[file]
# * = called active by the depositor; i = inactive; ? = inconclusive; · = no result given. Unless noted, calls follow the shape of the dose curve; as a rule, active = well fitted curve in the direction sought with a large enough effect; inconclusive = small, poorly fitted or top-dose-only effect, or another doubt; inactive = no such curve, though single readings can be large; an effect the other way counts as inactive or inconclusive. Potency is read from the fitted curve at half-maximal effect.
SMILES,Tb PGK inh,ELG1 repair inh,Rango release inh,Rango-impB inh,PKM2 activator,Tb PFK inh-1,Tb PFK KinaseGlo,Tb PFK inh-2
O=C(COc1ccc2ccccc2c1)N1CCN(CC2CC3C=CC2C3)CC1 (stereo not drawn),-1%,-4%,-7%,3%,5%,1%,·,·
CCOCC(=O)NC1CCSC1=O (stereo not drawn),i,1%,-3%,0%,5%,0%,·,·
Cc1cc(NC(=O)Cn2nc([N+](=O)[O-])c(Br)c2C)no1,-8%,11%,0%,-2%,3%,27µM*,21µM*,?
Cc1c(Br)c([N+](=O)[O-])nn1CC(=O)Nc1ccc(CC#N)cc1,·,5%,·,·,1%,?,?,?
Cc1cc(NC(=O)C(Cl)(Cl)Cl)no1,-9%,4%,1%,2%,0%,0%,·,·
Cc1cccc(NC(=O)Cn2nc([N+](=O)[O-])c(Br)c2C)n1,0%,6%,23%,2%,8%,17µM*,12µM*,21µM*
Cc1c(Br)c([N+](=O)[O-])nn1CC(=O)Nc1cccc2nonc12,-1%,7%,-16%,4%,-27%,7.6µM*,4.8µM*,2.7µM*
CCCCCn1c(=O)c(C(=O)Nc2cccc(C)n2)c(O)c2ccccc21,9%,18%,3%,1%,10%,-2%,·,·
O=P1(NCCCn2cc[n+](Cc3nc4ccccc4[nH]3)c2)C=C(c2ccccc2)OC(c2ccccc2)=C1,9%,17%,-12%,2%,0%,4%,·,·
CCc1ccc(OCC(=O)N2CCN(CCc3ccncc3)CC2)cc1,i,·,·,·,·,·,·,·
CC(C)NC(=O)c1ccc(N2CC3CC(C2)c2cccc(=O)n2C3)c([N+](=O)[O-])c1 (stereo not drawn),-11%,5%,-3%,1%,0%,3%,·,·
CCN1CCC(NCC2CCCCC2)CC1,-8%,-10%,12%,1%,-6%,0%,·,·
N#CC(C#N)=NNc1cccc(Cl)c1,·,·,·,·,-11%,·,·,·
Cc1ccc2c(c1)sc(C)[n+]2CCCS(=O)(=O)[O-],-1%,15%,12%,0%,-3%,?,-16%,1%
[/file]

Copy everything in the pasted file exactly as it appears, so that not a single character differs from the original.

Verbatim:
# * = called active by the depositor; i = inactive; ? = inconclusive; · = no result given. Unless noted, calls follow the shape of the dose curve; as a rule, active = well fitted curve in the direction sought with a large enough effect; inconclusive = small, poorly fitted or top-dose-only effect, or another doubt; inactive = no such curve, though single readings can be large; an effect the other way counts as inactive or inconclusive. Potency is read from the fitted curve at half-maximal effect.
SMILES,Tb PGK inh,ELG1 repair inh,Rango release inh,Rango-impB inh,PKM2 activator,Tb PFK inh-1,Tb PFK KinaseGlo,Tb PFK inh-2
O=C(COc1ccc2ccccc2c1)N1CCN(CC2CC3C=CC2C3)CC1 (stereo not drawn),-1%,-4%,-7%,3%,5%,1%,·,·
CCOCC(=O)NC1CCSC1=O (stereo not drawn),i,1%,-3%,0%,5%,0%,·,·
Cc1cc(NC(=O)Cn2nc([N+](=O)[O-])c(Br)c2C)no1,-8%,11%,0%,-2%,3%,27µM*,21µM*,?
Cc1c(Br)c([N+](=O)[O-])nn1CC(=O)Nc1ccc(CC#N)cc1,·,5%,·,·,1%,?,?,?
Cc1cc(NC(=O)C(Cl)(Cl)Cl)no1,-9%,4%,1%,2%,0%,0%,·,·
Cc1cccc(NC(=O)Cn2nc([N+](=O)[O-])c(Br)c2C)n1,0%,6%,23%,2%,8%,17µM*,12µM*,21µM*
Cc1c(Br)c([N+](=O)[O-])nn1CC(=O)Nc1cccc2nonc12,-1%,7%,-16%,4%,-27%,7.6µM*,4.8µM*,2.7µM*
CCCCCn1c(=O)c(C(=O)Nc2cccc(C)n2)c(O)c2ccccc21,9%,18%,3%,1%,10%,-2%,·,·
O=P1(NCCCn2cc[n+](Cc3nc4ccccc4[nH]3)c2)C=C(c2ccccc2)OC(c2ccccc2)=C1,9%,17%,-12%,2%,0%,4%,·,·
CCc1ccc(OCC(=O)N2CCN(CCc3ccncc3)CC2)cc1,i,·,·,·,·,·,·,·
CC(C)NC(=O)c1ccc(N2CC3CC(C2)c2cccc(=O)n2C3)c([N+](=O)[O-])c1 (stereo not drawn),-11%,5%,-3%,1%,0%,3%,·,·
CCN1CCC(NCC2CCCCC2)CC1,-8%,-10%,12%,1%,-6%,0%,·,·
N#CC(C#N)=NNc1cccc(Cl)c1,·,·,·,·,-11%,·,·,·
Cc1ccc2c(c1)sc(C)[n+]2CCCS(=O)(=O)[O-],-1%,15%,12%,0%,-3%,?,-16%,1%